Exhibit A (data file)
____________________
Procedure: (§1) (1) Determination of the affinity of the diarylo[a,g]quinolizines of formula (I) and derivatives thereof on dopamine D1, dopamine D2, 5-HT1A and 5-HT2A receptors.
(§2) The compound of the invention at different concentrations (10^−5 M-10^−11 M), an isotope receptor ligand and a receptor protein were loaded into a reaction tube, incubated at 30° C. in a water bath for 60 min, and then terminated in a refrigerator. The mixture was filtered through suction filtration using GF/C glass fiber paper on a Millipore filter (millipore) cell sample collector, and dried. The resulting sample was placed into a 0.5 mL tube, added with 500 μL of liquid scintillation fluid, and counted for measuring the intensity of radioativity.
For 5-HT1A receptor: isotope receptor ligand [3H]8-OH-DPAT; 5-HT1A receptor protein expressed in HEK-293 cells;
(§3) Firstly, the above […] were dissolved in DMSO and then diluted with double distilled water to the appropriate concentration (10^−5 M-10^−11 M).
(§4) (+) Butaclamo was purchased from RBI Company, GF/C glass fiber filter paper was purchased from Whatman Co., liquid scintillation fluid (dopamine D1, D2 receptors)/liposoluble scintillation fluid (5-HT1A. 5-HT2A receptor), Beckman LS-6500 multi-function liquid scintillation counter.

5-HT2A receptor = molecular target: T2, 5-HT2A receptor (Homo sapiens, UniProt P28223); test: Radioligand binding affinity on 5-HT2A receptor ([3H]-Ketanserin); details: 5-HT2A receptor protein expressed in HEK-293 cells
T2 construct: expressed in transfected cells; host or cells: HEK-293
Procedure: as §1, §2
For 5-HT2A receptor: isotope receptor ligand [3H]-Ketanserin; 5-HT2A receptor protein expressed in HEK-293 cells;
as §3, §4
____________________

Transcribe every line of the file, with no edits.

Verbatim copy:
Procedure: (§1) (1) Determination of the affinity of the diarylo[a,g]quinolizines of formula (I) and derivatives thereof on dopamine D1, dopamine D2, 5-HT1A and 5-HT2A receptors.
(§2) The compound of the invention at different concentrations (10^−5 M-10^−11 M), an isotope receptor ligand and a receptor protein were loaded into a reaction tube, incubated at 30° C. in a water bath for 60 min, and then terminated in a refrigerator. The mixture was filtered through suction filtration using GF/C glass fiber paper on a Millipore filter (millipore) cell sample collector, and dried. The resulting sample was placed into a 0.5 mL tube, added with 500 μL of liquid scintillation fluid, and counted for measuring the intensity of radioativity.
For 5-HT1A receptor: isotope receptor ligand [3H]8-OH-DPAT; 5-HT1A receptor protein expressed in HEK-293 cells;
(§3) Firstly, the above […] were dissolved in DMSO and then diluted with double distilled water to the appropriate concentration (10^−5 M-10^−11 M).
(§4) (+) Butaclamo was purchased from RBI Company, GF/C glass fiber filter paper was purchased from Whatman Co., liquid scintillation fluid (dopamine D1, D2 receptors)/liposoluble scintillation fluid (5-HT1A. 5-HT2A receptor), Beckman LS-6500 multi-function liquid scintillation counter.

5-HT2A receptor = molecular target: T2, 5-HT2A receptor (Homo sapiens, UniProt P28223); test: Radioligand binding affinity on 5-HT2A receptor ([3H]-Ketanserin); details: 5-HT2A receptor protein expressed in HEK-293 cells
T2 construct: expressed in transfected cells; host or cells: HEK-293
Procedure: as §1, §2
For 5-HT2A receptor: isotope receptor ligand [3H]-Ketanserin; 5-HT2A receptor protein expressed in HEK-293 cells;
as §3, §4